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What do you want to do? (regret)

The literature of investment is littered with references and allusions to military terms. Books have been written about the ‘investment battle’ and are replete with references to market warfare, campaigns, cut and thrust, pre-emptive strikes, manoeuvres, strategies, poison pill defences, tactics and takeover defenders ensconced in a bunker. While some of this is just colourful analogy, if we are asked when we first start out as an investor where the investment battle is fought, our consistent answer will be that it takes place in the market. When we begin investing we instinctively think that the investors with the best or the most knowledge will win the battle. We tend to think intuitively that, if only we knew as much as the great investors, then we too would win the battle.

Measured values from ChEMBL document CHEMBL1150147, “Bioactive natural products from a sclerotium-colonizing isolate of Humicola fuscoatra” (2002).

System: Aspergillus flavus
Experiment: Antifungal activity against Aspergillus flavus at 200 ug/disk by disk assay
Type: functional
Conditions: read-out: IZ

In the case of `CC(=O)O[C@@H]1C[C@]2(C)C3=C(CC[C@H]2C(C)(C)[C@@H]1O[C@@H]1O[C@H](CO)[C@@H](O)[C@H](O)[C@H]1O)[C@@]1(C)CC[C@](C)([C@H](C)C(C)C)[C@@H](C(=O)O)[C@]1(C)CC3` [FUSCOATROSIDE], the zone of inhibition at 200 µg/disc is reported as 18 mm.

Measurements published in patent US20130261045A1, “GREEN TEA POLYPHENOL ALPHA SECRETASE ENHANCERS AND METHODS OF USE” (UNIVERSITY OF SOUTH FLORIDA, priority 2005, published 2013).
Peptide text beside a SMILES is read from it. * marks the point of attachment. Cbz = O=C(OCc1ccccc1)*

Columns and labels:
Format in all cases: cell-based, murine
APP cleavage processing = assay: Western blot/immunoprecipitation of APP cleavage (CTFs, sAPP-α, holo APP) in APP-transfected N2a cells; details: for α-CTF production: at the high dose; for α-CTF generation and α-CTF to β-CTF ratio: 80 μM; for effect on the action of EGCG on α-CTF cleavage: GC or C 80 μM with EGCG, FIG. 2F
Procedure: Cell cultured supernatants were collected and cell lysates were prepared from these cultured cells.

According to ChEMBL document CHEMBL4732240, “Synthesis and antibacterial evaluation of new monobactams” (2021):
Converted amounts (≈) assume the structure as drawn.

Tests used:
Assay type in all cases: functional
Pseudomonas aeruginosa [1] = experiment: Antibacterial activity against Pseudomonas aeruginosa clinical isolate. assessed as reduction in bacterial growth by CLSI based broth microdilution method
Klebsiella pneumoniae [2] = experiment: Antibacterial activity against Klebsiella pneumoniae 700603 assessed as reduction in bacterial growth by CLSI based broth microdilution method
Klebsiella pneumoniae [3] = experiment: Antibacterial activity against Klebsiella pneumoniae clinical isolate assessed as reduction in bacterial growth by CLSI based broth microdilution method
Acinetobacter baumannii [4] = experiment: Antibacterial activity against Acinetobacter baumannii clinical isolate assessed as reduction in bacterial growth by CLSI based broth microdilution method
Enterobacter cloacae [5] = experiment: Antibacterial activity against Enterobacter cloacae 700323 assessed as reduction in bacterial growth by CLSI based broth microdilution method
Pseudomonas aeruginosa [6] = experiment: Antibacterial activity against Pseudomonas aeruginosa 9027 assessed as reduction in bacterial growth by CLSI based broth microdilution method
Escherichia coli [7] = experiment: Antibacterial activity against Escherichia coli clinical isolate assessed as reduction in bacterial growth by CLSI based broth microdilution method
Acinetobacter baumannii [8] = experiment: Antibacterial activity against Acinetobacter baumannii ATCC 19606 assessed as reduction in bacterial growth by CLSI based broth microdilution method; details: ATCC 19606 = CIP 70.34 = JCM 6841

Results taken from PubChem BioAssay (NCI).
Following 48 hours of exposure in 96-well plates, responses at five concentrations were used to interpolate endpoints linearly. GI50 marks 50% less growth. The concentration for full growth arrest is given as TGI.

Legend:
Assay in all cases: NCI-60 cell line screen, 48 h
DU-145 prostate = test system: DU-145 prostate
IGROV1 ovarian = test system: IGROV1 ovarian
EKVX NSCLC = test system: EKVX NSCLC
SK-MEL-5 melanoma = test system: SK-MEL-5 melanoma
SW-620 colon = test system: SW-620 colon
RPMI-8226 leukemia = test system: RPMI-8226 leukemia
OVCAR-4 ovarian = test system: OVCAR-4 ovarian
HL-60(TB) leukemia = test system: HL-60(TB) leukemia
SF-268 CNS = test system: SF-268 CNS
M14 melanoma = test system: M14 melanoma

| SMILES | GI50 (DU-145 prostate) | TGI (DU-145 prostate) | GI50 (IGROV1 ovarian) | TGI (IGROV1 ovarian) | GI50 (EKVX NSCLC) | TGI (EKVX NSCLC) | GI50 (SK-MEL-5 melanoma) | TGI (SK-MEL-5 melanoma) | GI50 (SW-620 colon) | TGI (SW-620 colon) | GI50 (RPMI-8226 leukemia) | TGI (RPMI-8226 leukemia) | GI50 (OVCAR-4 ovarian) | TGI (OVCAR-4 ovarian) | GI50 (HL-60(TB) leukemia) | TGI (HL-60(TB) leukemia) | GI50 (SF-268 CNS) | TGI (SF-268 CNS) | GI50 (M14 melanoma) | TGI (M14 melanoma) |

The sad truth is that this is one of the great blind alleys in learning to become a successful investor. The key battle is not fought in the market. It takes place in our minds. It is not what we know that determines investment results, it is how we think. There are several aspects to this, but arguably the most important is that successful investors take responsibility for their decisions, not just when investing, but in all facets of their life.

Regret is the discomfort or pain we feel when we suffer a significant loss, after we made a decision to buy a stock. ...

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